- The Security Group that will be attached to the Frame Workload instances.
The figure below illustrates the network architecture of what I created for this blog.
BYO Networking VPC
Create a VPC
The first step is to create a VPC. You can do this from the AWS Web Console from the VPC Service webpage as seen in the figure below. Make sure you are in the correct region (in my test case, Ohio).
Choose AWS Region
Then choose the “Create VPC” Button. Give your VPC a name and choose a CIDR. The following figure shows that I chose 10.100.0.0/16, because I did not need to worry about connecting this VPC to my private network. If your goal is to eventually connect to your private network, you should work with your networking team to get a CIDR that does not overlap with the rest of your private network. We recommend at least a /18 CIDR be used for the VPC.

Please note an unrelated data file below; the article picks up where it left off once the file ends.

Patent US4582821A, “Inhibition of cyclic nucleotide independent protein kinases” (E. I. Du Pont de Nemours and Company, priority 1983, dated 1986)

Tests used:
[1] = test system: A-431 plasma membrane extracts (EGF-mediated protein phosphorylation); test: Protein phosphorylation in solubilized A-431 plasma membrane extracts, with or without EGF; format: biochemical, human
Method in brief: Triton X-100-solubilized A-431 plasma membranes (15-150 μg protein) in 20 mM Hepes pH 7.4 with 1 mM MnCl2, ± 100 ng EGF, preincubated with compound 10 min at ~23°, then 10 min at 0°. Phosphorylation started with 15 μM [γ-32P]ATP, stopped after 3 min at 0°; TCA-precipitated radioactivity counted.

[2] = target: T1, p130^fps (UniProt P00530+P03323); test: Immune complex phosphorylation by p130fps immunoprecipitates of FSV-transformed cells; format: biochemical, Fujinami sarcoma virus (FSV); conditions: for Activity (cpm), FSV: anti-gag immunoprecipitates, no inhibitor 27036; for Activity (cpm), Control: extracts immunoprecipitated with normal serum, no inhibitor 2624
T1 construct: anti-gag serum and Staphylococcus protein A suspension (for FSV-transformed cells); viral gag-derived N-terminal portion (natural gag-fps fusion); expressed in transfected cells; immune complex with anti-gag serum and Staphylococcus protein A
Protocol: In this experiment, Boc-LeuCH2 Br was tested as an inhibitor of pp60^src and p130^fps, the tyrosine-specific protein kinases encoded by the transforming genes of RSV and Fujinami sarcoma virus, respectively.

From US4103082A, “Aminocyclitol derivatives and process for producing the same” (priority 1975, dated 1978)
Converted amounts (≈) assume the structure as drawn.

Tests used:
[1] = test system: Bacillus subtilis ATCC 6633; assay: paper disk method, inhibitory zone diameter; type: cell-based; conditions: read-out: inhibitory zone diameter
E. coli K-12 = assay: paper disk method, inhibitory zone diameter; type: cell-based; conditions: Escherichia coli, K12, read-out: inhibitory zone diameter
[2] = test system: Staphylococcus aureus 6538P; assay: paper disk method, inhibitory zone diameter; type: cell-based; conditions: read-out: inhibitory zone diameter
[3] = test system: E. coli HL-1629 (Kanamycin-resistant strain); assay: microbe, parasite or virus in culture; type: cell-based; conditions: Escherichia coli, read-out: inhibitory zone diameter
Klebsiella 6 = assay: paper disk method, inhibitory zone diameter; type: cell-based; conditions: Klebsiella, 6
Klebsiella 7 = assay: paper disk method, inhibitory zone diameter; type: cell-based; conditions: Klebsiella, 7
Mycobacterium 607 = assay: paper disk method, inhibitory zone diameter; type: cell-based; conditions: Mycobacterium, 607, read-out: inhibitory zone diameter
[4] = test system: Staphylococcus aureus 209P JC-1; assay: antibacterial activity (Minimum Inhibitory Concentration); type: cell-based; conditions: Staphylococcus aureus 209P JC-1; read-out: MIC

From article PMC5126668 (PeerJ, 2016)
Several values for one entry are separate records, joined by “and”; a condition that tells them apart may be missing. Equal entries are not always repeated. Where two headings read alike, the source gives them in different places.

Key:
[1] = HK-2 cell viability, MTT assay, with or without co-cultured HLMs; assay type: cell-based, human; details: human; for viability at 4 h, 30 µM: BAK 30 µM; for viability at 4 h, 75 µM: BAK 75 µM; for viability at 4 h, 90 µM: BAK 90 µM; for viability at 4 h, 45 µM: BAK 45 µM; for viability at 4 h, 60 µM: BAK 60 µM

Create VPC Dialog
The next step is to create the private subnets that will be used for the Frame workloads. In my case, I also created a public subnet for the “DMZ” that connects my private subnets to the internet. This may not be necessary if your enterprise already has an internet connection.
To create a subnet you need to know the VPC, the CIDR range you are going to use, and the availability zone (AZ) you would like to use. Since Ohio has three AZs, I decided to create my public subnet in A and created two private subnets (one in B and one in C). For simplicity, I assigned 10.100.1.0/24, 10.100.2.0/24 and 10.100.3.0/24 to these subnets as shown in the figure below.
Create Subnet Dialog
Public Subnet Resources